High-Throughput Sequencing of 5S-IGS rDNA in Fagus L. (Fagaceae) reveals
complex evolutionary patterns and hybrid origin of modern species
Standard models of speciation assume strictly dichotomous genealogies in
which a species, the ancestor, is replaced by two offspring species. The
reality is more complex: plant species can evolve from other species via
isolation when genetic drift exceeds gene flow; lineage mixing can give
rise to new species (hybrid taxa such as nothospecies and
allopolyploids). The multi-copy, potentially multi-locus 5S rDNA is one
of few gene regions conserving signal from dichotomous and reticulate
evolutionary processes down to the level of intra-genomic recombination.
Here, we provide the first high-throughput sequencing (HTS) 5S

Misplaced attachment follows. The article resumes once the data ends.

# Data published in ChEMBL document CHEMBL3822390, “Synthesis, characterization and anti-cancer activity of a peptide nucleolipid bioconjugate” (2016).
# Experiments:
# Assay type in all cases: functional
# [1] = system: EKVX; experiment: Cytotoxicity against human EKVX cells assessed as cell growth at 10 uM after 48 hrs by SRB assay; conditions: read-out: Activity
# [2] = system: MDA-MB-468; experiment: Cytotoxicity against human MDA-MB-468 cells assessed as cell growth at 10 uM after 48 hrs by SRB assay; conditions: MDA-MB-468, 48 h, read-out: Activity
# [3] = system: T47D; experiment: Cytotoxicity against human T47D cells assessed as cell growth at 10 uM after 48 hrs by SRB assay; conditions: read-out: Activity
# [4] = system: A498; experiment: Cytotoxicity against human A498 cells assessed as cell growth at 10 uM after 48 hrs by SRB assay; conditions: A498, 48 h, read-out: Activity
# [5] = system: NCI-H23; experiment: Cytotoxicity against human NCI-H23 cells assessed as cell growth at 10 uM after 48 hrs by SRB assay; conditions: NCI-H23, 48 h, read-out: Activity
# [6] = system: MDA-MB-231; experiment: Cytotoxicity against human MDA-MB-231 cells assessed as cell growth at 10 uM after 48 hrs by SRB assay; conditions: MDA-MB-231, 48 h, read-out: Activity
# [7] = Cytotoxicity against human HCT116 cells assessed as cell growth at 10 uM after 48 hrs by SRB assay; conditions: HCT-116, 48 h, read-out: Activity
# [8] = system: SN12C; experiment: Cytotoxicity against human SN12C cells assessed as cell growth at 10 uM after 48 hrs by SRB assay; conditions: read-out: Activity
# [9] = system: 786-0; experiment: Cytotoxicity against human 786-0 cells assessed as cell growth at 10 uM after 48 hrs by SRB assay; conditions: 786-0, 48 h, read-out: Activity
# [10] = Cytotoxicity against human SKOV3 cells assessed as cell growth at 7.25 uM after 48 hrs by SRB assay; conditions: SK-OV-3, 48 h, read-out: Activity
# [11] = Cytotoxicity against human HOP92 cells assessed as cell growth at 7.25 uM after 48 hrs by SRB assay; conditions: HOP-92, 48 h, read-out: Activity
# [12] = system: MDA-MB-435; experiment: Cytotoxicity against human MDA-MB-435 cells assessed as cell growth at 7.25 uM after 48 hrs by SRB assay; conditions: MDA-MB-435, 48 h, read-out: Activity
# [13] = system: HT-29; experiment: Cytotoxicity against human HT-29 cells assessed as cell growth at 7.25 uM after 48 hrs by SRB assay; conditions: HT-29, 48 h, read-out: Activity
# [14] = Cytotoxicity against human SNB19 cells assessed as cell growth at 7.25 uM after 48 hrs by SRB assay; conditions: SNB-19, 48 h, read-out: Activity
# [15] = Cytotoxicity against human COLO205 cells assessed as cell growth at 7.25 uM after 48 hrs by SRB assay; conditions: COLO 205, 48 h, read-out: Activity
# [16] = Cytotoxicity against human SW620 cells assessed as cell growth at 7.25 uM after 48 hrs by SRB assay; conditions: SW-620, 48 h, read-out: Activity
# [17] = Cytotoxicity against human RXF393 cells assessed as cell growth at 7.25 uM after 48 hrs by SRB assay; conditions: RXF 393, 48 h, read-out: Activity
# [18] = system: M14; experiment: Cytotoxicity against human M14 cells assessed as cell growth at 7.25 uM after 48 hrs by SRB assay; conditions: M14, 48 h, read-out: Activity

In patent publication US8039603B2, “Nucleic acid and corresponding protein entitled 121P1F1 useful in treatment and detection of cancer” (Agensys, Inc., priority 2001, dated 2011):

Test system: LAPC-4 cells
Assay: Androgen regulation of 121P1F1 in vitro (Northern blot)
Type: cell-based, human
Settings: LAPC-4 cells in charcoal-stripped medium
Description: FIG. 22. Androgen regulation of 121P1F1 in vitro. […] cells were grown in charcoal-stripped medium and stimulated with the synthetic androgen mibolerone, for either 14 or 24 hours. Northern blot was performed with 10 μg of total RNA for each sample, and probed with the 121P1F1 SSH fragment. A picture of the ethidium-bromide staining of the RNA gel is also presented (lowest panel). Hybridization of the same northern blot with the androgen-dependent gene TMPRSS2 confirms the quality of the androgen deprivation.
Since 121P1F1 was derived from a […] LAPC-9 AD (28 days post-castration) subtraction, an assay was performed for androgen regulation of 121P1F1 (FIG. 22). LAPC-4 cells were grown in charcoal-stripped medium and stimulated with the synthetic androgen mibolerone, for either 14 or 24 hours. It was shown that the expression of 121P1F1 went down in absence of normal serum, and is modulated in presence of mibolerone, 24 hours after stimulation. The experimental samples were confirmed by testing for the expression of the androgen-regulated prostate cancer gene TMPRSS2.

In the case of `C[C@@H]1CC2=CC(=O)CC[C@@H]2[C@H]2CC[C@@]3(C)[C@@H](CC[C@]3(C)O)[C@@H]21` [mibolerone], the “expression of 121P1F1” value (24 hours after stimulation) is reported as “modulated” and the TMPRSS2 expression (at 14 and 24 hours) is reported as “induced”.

intergenic spacer (5S-IGS) data for a lineage of wind-pollinated
subtropical to temperate trees, the Fagus crenata – F. sylvatica s.l.
lineage, and its distant relative F. japonica. The observed 4,963 unique
5S-IGS variants reflect a long history of repeated incomplete lineage
sorting and lineage mixing since the early Cenozoic of two or more
paralogous-homoeologous 5S rDNA lineages. Extant species of Fagus are
genetic mosaics and, at least to some part, of hybrid origin.